Laughter is the best medicine, especially when the GIFs ring so true.

What if PD was as good as the best lessons we prepare for our students?

Photo of Laura Bradley
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I am inspired by the many great ideas being shared here, but I am also feeling a bit overwhelmed wondering how we will ever bring about such significant changes to a system that has a long history of resisting change. So I think now is the time to lighten things up with a little humor. This BuzzFeed post not only gave me some great laughs, but I marvel at how much of it rings true for me. And the one that stopped me short was the one in the image above: do we sit there and grit our teeth through PD, eagerly packing up our things as we watch the clock tick towards our long awaited release time?

What if PD was planned the way we try to plan for our students? Engaging, hands-on, meaningful, with application to "real life"? What if we didn't even notice the ticking of the clock because we were so involved in our PD, enjoying the learning, looking forward to bringing it to our students, eager to master whatever new concept is being presented? Oh, what great PD that would be! 


Join the conversation:

Photo of John Faig

I've had good luck with "Food for Thought" informal dinners (with beer & wine). Each one was 90 minutes long and included a fun/funny ice breaker and the format and topic was kept secret until you arrived. It was always based on feedback from the previous dinner. People could have talked all night, but the hard stop made people eager to attend the next one.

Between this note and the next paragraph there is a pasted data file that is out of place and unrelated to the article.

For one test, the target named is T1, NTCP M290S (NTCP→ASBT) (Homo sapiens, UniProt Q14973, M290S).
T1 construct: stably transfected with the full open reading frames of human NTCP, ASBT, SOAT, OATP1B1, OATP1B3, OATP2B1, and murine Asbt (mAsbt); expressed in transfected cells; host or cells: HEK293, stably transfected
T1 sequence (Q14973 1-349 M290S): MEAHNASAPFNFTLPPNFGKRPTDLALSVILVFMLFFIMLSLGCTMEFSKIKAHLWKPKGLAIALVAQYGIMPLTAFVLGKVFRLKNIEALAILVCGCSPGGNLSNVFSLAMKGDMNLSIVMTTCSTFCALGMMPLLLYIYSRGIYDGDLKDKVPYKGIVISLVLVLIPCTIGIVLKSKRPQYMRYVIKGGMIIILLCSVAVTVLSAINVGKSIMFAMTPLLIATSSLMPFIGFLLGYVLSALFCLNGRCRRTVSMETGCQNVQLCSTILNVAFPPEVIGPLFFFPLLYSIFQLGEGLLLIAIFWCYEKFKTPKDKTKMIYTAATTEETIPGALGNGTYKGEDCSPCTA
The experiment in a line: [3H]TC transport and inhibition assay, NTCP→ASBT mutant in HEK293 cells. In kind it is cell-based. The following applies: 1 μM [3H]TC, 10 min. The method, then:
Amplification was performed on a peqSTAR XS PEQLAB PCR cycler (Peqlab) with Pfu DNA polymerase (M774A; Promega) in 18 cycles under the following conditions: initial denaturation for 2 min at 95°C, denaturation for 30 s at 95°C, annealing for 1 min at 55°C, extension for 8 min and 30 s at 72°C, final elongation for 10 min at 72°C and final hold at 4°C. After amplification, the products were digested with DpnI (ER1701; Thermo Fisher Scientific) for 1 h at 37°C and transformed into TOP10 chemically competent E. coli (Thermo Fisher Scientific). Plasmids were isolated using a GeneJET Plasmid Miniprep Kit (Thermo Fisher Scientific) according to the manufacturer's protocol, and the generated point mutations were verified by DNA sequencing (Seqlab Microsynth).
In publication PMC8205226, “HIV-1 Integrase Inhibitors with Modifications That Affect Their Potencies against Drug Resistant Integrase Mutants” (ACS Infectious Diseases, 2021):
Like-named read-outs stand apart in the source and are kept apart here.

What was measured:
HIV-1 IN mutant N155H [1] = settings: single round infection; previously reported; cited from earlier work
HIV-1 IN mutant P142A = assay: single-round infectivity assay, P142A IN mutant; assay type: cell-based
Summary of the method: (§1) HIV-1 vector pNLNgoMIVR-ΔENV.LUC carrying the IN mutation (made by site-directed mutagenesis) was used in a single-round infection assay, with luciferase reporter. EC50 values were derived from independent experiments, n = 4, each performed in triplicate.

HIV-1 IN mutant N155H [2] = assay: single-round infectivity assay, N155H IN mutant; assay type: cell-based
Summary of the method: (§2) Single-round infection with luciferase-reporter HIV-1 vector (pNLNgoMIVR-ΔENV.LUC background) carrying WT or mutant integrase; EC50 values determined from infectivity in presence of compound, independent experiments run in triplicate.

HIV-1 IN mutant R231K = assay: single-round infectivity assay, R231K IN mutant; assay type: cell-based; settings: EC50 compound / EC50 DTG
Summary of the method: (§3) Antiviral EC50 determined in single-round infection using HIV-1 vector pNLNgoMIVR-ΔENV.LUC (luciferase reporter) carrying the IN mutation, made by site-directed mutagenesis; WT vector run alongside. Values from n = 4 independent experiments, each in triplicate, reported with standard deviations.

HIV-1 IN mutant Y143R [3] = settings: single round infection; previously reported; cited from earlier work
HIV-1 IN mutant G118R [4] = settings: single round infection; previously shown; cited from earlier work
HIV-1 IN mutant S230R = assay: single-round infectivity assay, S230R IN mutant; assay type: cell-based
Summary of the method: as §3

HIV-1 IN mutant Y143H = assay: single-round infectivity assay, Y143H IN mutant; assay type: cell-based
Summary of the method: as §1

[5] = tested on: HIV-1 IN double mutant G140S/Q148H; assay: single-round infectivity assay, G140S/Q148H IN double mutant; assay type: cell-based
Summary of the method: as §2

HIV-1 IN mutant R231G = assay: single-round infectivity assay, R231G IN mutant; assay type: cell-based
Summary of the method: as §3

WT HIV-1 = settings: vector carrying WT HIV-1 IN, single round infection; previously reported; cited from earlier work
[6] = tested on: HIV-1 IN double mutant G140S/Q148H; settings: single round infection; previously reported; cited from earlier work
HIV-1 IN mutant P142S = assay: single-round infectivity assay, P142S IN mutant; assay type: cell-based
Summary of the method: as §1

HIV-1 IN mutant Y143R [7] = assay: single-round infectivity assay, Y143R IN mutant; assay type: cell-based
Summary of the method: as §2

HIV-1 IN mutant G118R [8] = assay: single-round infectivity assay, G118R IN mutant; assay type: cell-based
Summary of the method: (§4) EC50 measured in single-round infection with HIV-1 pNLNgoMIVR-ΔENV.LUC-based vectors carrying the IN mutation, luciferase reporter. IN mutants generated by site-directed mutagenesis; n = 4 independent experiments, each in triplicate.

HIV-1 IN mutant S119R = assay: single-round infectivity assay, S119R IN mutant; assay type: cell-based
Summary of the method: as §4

Photo of Jessica Lura

Oh, I want that PD. When people are willing to stay late because they want to be there. When you lose track of time.

Photo of Laura Bradley

A beautiful thing, right?

Photo of Chris Good

LOVE LOVE LOVE - nothing like humor to build empathy over shared misery. So I have to pile on! My wife sent me these last week!

Photo of Laura Bradley

Oh, my -- #8, 19 and 29 FTW!

Photo of Dan Blake

I love this post, Laura. I'm often struck by the disconnect between what we know about learning and the types of environments and approaches that foster curiosity and engagement versus the way much of the PD I have experienced has been structured and delivered. "Sit & get" PD at the end of a long teaching day or on a release day when you're not sure what's happening back at school with your sub is clearly not an approach that will have much impact. Unfortunately, it is the all-too-common approach that is taken. Those in positions to design professional learning experiences for teachers must take as much care and concern for designing engaging experiences as teachers do in designing high quality lessons plans for their students.

Photo of Laura Bradley

Seems obvious, right? But then I think of the people we bring in to do PD: we say to them, "You will have teachers of all subjects, all grade levels. Teach them something." Seems like a set-up for failure, right?

Photo of Paula Marra

Laughter brings to any situation a relaxed feel, when we laugh I believe we let go and are in flow . I agree would be brilliant to have PDs the same way we prepare our lessons! Let's work together toward this! We all will only gain x

Photo of Emma Scripps

Laughter IS the best - and it's interesting how we have such memory for things we thought were funny. This is a great insight. How might we use humor as a way to engage teachers during PD? Love it.